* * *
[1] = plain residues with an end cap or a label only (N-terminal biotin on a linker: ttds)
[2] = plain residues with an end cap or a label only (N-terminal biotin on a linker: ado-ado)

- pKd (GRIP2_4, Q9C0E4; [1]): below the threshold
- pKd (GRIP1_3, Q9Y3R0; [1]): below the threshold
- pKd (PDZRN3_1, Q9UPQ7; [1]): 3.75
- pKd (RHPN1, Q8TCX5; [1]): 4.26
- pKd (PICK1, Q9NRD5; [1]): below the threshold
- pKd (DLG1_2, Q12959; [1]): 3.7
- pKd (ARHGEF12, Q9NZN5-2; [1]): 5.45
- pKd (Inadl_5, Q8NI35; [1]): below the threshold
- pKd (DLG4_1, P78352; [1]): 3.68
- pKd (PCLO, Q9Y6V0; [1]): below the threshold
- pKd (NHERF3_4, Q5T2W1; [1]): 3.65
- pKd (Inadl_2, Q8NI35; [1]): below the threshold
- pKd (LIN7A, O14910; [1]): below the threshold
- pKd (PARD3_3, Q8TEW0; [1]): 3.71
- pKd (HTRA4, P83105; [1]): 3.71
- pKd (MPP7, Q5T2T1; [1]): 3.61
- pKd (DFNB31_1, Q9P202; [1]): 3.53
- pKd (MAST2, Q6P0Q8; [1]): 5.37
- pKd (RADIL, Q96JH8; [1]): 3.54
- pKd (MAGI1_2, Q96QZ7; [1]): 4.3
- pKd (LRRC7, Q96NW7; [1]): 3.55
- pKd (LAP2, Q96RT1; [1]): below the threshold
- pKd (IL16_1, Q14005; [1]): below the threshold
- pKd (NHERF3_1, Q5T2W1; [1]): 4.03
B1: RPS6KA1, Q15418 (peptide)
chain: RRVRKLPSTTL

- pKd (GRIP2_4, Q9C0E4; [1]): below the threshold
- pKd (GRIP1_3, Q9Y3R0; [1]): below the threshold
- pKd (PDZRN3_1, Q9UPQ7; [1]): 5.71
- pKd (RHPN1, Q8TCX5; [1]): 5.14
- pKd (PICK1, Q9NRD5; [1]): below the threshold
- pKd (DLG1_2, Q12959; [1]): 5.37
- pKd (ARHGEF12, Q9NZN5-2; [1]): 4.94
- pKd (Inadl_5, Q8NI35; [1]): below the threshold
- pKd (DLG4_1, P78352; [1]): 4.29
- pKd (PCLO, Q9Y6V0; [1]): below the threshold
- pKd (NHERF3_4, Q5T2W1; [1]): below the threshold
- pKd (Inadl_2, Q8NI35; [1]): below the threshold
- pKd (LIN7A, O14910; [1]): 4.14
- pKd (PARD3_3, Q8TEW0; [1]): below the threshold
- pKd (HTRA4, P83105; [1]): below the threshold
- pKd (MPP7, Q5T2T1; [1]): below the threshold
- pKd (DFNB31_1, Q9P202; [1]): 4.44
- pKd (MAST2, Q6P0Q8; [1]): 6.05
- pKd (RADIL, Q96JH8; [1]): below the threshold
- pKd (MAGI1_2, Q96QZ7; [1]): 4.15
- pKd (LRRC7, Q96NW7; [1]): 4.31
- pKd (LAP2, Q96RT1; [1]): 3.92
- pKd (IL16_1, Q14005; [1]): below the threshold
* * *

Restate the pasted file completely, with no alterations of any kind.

[1] = plain residues with an end cap or a label only (N-terminal biotin on a linker: ttds)
[2] = plain residues with an end cap or a label only (N-terminal biotin on a linker: ado-ado)

- pKd (GRIP2_4, Q9C0E4; [1]): below the threshold
- pKd (GRIP1_3, Q9Y3R0; [1]): below the threshold
- pKd (PDZRN3_1, Q9UPQ7; [1]): 3.75
- pKd (RHPN1, Q8TCX5; [1]): 4.26
- pKd (PICK1, Q9NRD5; [1]): below the threshold
- pKd (DLG1_2, Q12959; [1]): 3.7
- pKd (ARHGEF12, Q9NZN5-2; [1]): 5.45
- pKd (Inadl_5, Q8NI35; [1]): below the threshold
- pKd (DLG4_1, P78352; [1]): 3.68
- pKd (PCLO, Q9Y6V0; [1]): below the threshold
- pKd (NHERF3_4, Q5T2W1; [1]): 3.65
- pKd (Inadl_2, Q8NI35; [1]): below the threshold
- pKd (LIN7A, O14910; [1]): below the threshold
- pKd (PARD3_3, Q8TEW0; [1]): 3.71
- pKd (HTRA4, P83105; [1]): 3.71
- pKd (MPP7, Q5T2T1; [1]): 3.61
- pKd (DFNB31_1, Q9P202; [1]): 3.53
- pKd (MAST2, Q6P0Q8; [1]): 5.37
- pKd (RADIL, Q96JH8; [1]): 3.54
- pKd (MAGI1_2, Q96QZ7; [1]): 4.3
- pKd (LRRC7, Q96NW7; [1]): 3.55
- pKd (LAP2, Q96RT1; [1]): below the threshold
- pKd (IL16_1, Q14005; [1]): below the threshold
- pKd (NHERF3_1, Q5T2W1; [1]): 4.03
B1: RPS6KA1, Q15418 (peptide)
chain: RRVRKLPSTTL

- pKd (GRIP2_4, Q9C0E4; [1]): below the threshold
- pKd (GRIP1_3, Q9Y3R0; [1]): below the threshold
- pKd (PDZRN3_1, Q9UPQ7; [1]): 5.71
- pKd (RHPN1, Q8TCX5; [1]): 5.14
- pKd (PICK1, Q9NRD5; [1]): below the threshold
- pKd (DLG1_2, Q12959; [1]): 5.37
- pKd (ARHGEF12, Q9NZN5-2; [1]): 4.94
- pKd (Inadl_5, Q8NI35; [1]): below the threshold
- pKd (DLG4_1, P78352; [1]): 4.29
- pKd (PCLO, Q9Y6V0; [1]): below the threshold
- pKd (NHERF3_4, Q5T2W1; [1]): below the threshold
- pKd (Inadl_2, Q8NI35; [1]): below the threshold
- pKd (LIN7A, O14910; [1]): 4.14
- pKd (PARD3_3, Q8TEW0; [1]): below the threshold
- pKd (HTRA4, P83105; [1]): below the threshold
- pKd (MPP7, Q5T2T1; [1]): below the threshold
- pKd (DFNB31_1, Q9P202; [1]): 4.44
- pKd (MAST2, Q6P0Q8; [1]): 6.05
- pKd (RADIL, Q96JH8; [1]): below the threshold
- pKd (MAGI1_2, Q96QZ7; [1]): 4.15
- pKd (LRRC7, Q96NW7; [1]): 4.31
- pKd (LAP2, Q96RT1; [1]): 3.92
- pKd (IL16_1, Q14005; [1]): below the threshold